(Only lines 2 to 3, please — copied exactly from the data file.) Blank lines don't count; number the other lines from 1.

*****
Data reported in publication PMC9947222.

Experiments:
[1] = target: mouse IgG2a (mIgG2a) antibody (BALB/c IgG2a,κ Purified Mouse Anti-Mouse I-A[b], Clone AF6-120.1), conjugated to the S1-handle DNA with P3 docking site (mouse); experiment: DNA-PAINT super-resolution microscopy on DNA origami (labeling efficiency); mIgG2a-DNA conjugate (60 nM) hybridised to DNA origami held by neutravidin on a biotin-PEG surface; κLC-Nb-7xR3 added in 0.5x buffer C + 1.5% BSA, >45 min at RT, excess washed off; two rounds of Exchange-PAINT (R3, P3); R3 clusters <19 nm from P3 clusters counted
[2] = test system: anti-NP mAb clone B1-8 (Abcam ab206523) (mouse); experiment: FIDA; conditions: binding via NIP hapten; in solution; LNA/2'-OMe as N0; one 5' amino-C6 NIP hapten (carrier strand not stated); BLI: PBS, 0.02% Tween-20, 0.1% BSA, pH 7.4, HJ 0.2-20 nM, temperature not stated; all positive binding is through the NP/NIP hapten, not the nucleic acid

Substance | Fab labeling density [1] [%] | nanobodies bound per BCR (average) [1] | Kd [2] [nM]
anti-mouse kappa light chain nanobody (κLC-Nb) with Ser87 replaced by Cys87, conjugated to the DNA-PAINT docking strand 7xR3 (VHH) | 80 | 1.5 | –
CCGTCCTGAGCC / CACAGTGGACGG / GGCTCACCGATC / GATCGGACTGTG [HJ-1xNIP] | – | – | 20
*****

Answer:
Experiments:
[1] = target: mouse IgG2a (mIgG2a) antibody (BALB/c IgG2a,κ Purified Mouse Anti-Mouse I-A[b], Clone AF6-120.1), conjugated to the S1-handle DNA with P3 docking site (mouse); experiment: DNA-PAINT super-resolution microscopy on DNA origami (labeling efficiency); mIgG2a-DNA conjugate (60 nM) hybridised to DNA origami held by neutravidin on a biotin-PEG surface; κLC-Nb-7xR3 added in 0.5x buffer C + 1.5% BSA, >45 min at RT, excess washed off; two rounds of Exchange-PAINT (R3, P3); R3 clusters <19 nm from P3 clusters counted